Maurice Sendak's fantasy picture-book was a marvel: an enchanted Träumerei set in a monster-mad forest. Sendak's creatures were and on page still are cuddly, scary, indelible. Jonze, formerly of Being John Malkovich , and his co-screenwriter Dave Eggers, a gold-chip novelist who with this and Away We Go is becoming a Hollywood liability, do everything wrong. They come at it like killjoy opera directors wanting to set The Magic Flute in Auschwitz. Little Max (Max Records) runs from a quarrelling home to a remote fantastical island, reached across rough seas in a sailboat. We are bursting to go "Oo-er!" at the awaited ogres, combined with "Coochy-coo" for the cute ones. Instead we go, "What the hell are these?" Performers in manky creature-suits, wearing oversize soft-toy heads, waddle into frame and spout banal, tetchy dialogue. The familiar voices (James Gandolfini, Forest Whitaker, Catherine Keener) somehow add to the sense of cheat and cheesiness.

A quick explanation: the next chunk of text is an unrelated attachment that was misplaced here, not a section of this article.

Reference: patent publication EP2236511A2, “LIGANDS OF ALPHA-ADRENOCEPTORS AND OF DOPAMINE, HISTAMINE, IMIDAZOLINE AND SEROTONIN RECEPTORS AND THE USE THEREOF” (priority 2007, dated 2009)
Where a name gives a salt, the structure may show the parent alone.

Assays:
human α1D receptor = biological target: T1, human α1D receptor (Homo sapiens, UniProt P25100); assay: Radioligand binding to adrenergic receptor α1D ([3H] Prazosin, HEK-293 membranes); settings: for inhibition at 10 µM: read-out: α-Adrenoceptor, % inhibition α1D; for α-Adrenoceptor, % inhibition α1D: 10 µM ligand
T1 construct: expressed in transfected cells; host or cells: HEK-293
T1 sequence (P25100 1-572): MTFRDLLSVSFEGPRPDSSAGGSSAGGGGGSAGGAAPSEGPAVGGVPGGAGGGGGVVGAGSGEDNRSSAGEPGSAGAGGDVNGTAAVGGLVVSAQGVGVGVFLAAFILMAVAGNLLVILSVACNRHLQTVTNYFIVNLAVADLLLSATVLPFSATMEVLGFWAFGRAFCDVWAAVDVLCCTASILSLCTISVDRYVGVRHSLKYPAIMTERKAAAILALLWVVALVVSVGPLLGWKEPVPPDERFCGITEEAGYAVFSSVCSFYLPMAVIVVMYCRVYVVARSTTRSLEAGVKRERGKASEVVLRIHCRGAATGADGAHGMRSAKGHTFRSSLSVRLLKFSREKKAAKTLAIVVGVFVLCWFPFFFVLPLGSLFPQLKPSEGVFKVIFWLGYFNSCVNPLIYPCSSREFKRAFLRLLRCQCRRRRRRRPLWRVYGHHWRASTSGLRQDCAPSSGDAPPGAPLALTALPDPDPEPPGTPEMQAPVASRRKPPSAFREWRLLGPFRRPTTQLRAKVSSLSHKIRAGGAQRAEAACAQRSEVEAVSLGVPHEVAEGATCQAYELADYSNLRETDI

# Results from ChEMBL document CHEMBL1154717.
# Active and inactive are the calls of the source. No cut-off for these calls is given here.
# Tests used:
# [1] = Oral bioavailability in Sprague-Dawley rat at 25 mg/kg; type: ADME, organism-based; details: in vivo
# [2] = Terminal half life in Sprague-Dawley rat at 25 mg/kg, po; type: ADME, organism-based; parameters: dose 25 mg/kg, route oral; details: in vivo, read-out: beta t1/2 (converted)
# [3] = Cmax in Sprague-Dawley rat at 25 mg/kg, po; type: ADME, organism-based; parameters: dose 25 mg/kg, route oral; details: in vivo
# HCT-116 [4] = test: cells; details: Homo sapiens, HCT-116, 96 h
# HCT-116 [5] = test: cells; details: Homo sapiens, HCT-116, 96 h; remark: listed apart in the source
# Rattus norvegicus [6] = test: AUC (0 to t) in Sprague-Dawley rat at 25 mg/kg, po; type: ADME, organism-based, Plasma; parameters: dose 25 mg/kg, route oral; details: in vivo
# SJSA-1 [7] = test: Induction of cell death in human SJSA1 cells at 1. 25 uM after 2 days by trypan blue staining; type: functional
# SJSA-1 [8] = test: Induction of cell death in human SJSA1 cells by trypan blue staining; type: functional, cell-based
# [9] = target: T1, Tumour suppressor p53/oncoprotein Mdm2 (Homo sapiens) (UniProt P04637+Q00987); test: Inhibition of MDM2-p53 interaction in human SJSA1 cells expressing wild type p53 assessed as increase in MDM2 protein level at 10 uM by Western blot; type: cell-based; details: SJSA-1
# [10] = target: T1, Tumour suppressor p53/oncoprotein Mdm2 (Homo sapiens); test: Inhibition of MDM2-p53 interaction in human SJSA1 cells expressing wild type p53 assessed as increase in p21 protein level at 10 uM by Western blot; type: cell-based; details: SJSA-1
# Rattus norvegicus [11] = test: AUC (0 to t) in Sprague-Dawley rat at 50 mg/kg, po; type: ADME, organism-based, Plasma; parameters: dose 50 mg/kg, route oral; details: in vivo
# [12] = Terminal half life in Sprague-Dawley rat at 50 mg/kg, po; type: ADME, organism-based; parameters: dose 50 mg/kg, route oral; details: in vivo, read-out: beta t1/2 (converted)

The scenery is dead-leaved trees in a dun wilderness, with ashy dunescapes for variation. Has the Bomb gone off? Something has blown the plot to pieces. I wasn't sure what the creatures were quarrelling about, but quarrel they do endlessly, sometimes with dirt-clod fights, sometimes with verbal abuse. The Jonze/Eggers message must be that Max's fantasyland duplicates his home life and that maybe mimicry and reflection will exorcise reality. But shouldn't therapy, at least in art for or about childhood, be fun? The book was entrancing. The book deserved better. Happily there is still time, before the world ends, for someone else to film it.
Andrews's mention of Away We Go calls to mind A.O. Scott's review of that movie.